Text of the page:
NBA expansion has been a hot topic from time immemorial, or at least since the Seattle Supersonics headed south to become the Oklahoma City Thunder. Though no immediate plans are in play, adding teams to the league is less a matter of “if” than “when”.
With that in mind, SBNation’s NBA sites are engaging in a thought experiment today. Our very-much-active Seattle site, SonicsRising.com is taking a break from polling politicians and plotting prospective arena locations to engage in a Mock Expansion Draft. The other 30 SBNation NBA communities are posting lists of protected players (8 allowed) and unprotected players available for the Sonics to draft. Seattle cannot claim more than one player from the same team. As the day progresses, we’ll see who their brain trust selects.
Blazer’s Edge editor Chris Lucia selected Portland’s protected players in consultation with the rest of the staff. For the most part the choices were clear, though we did have some behind-the-scenes debate. Here’s the list, along with explanations justifying the unprotected selections.
Turner is the most accomplished player in the unprotected group. He’s also making $17 million per year. Losing him to the Sonics would make the Blazers poorer on the floor but it’d also take the sting out of extending Nurkic.
Davis didn’t play much for the Blazers last year due to injury. His lane-based game isn’t as critical for Portland anymore with Nurkic in tow. He’s only owed $6 million on an expiring contract but erasing that salary from the books would put the Blazers under the luxury tax threshold so there’s value in moving him.
Shabazz Napier, Pat Connaughton, and Jake Layman
All three players fly under the radar. Each has promise, none are that attractive. It’s unlikely the Sonics would reach for any of them; leaving them unprotected is a low-risk move. They’re also Portland’s 12th-14th men, so losing one wouldn’t be the end of the world.
Poor Meyers. You knew he was going to be here. The choice for the last protected spot fell between him and Noah Vonleh. Leonard has better stats and might end up with a longer career, but he also makes more than Vonleh and he’s not that much more valuable to Portland at this point.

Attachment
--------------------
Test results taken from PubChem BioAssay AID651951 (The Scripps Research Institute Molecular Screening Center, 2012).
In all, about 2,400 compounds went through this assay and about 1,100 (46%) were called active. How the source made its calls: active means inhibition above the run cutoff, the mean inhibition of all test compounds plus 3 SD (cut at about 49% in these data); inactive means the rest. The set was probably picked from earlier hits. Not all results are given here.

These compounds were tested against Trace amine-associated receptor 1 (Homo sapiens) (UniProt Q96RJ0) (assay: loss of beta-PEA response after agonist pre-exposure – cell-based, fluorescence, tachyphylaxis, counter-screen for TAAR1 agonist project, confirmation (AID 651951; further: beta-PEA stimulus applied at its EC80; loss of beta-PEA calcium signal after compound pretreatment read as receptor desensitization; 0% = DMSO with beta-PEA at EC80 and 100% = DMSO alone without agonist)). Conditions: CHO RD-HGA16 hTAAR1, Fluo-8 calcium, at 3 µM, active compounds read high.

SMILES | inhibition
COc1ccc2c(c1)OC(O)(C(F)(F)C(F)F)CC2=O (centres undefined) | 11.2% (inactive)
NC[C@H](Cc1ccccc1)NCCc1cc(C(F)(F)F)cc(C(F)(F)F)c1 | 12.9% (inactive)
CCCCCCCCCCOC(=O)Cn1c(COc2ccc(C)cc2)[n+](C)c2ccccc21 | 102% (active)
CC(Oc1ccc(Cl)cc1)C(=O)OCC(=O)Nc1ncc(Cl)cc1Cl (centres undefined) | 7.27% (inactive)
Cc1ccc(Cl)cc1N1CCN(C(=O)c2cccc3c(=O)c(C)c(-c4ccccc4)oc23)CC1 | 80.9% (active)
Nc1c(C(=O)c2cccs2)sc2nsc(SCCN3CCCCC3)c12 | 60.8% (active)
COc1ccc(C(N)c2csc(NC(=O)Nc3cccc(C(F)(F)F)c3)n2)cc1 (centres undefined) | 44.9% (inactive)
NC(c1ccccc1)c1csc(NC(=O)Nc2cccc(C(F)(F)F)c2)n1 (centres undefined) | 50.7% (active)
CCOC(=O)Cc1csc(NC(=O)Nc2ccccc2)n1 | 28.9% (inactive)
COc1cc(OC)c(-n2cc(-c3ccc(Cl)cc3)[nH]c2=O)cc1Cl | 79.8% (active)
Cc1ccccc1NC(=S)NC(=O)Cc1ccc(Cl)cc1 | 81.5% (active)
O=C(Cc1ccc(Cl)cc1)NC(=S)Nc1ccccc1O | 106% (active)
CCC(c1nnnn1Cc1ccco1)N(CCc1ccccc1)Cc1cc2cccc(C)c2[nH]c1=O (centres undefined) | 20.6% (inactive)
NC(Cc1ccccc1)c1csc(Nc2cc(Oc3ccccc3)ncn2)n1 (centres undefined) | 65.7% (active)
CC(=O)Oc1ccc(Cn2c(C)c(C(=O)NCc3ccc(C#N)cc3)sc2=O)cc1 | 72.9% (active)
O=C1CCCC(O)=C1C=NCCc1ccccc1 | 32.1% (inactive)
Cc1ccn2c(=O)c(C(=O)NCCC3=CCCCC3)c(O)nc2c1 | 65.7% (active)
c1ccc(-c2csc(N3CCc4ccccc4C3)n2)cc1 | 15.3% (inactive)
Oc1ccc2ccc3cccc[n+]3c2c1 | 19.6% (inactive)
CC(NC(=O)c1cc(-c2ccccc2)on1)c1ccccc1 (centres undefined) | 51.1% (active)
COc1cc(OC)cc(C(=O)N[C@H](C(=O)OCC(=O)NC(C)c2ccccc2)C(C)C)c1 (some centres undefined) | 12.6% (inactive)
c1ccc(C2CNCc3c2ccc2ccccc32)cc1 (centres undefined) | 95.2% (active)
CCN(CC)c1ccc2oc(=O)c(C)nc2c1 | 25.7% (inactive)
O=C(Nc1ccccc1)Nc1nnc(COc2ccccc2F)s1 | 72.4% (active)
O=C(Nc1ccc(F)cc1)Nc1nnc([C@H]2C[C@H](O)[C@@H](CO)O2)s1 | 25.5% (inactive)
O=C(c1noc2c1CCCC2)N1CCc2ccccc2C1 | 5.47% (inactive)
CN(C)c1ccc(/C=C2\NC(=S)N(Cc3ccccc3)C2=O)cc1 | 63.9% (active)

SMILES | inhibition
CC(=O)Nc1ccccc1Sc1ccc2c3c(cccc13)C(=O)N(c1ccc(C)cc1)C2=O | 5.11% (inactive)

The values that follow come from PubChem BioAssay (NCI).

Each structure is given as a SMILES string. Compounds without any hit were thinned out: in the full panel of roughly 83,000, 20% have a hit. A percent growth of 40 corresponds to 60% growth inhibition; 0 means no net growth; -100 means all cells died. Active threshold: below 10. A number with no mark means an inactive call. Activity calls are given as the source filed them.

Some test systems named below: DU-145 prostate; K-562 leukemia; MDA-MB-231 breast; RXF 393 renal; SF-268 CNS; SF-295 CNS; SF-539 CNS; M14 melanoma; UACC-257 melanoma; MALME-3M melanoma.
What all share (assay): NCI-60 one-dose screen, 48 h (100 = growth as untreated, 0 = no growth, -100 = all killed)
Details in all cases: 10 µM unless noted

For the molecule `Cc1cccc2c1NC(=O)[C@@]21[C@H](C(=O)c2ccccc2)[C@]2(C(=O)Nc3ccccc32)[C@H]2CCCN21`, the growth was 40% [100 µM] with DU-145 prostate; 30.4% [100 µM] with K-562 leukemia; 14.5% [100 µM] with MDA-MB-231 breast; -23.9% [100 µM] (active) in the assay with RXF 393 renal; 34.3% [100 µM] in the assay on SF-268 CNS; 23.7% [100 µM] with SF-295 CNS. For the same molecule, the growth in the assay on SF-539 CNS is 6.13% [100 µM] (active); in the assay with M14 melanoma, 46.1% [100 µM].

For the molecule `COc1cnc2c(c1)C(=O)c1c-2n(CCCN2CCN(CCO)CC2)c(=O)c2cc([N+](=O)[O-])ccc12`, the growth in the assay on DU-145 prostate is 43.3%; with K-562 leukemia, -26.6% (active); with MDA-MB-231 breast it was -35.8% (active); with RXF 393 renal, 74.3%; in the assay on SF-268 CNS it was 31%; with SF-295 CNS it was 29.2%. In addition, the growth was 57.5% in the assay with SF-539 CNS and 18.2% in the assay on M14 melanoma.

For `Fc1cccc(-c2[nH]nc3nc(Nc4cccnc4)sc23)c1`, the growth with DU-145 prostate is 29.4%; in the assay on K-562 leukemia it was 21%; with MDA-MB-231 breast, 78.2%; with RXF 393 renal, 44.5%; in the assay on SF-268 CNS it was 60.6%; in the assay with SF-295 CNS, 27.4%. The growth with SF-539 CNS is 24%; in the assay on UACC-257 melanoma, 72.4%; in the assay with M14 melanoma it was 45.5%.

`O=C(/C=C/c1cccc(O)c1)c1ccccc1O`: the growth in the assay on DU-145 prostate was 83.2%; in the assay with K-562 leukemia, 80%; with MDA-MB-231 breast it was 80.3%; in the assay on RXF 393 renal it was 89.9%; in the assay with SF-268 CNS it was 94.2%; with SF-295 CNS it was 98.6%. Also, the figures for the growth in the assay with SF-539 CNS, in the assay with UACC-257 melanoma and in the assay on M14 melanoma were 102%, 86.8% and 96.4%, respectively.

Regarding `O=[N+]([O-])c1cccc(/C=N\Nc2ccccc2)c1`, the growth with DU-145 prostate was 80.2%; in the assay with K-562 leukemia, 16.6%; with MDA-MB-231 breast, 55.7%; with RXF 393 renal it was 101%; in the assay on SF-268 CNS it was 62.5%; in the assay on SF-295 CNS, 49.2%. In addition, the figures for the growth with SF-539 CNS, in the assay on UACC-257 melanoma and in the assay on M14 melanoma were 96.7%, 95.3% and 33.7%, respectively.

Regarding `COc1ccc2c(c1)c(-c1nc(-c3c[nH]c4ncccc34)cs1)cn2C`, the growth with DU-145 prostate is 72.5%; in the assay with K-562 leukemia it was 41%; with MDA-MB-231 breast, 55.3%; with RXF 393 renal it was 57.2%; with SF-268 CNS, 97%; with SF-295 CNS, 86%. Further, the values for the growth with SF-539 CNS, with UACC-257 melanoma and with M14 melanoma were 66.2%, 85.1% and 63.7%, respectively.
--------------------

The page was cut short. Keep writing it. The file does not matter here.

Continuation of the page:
Chris Lucia’s Thoughts
Chris’ thoughts on the process...
Blazers president of basketball operations Neil Olshey has made this exercise pretty easy. There were several no-brainers on this list—Dame, CJ and Nurk get protected without any second thought. On the flipside, the Blazers' front office—from a salary cap perspective—would probably be ecstatic if another team took either of Evan Turner's or Meyers Leonard's respective contracts off their hands. Consider that Olshey just matched Allen Crabbe's massive restricted free agent deal with the Nets last summer, then turned around and traded him for basically nothing (apologies Andrew Nicholson) in an obvious book-clearing move.
Then you consider that the Blazers just invested two picks into Zach Collins, easily slotting him in as protected. Add Caleb Swanigan to that mix—definitely want to protect those rooks in an expansion draft. Aminu is the team's best defender, so he should be kept. Now we get to Shabazz Napier and Pat Connaughton—it's been nice, but as end-of-rotation guys at best, they lack the clear upside to protect, plus Connaughton can fall back on the MLB as soon as his NBA career is over.
From a talent perspective, it makes sense to keep Harkless. He also has a reasonable amount of trade value, I would assume, based on his salary and production. So it was between Noah Vonleh, Jake Layman and Ed Davis for that final spot. As a guy who's a little older and has definitely reach his ceiling as a player, and also is on an expiring deal—who also lost his spot in the rotation last year, largely due to injury—Ed Davis is out. That last decision between Vonleh and Layman is hard, but the Noah has shown for brief stretches that he can potentially start alongside Nurk in the frontcourt and be useful on either end of the floor. Layman has some great athleticism, but he hasn't done much against NBA-level competition. Plus, if you compare the opportunity costs—Vonleh is the only remaining asset in Portland acquired in the 2015 Nic Batum trade, while Olshey sunk only a second-rounder and some cash to get Layman—it'd be tough to see Vonleh, still on his affordable rookie deal, leave with no return for the Blazers.
How’d we do? Feel free to comment on (or correct) the list in the comment section!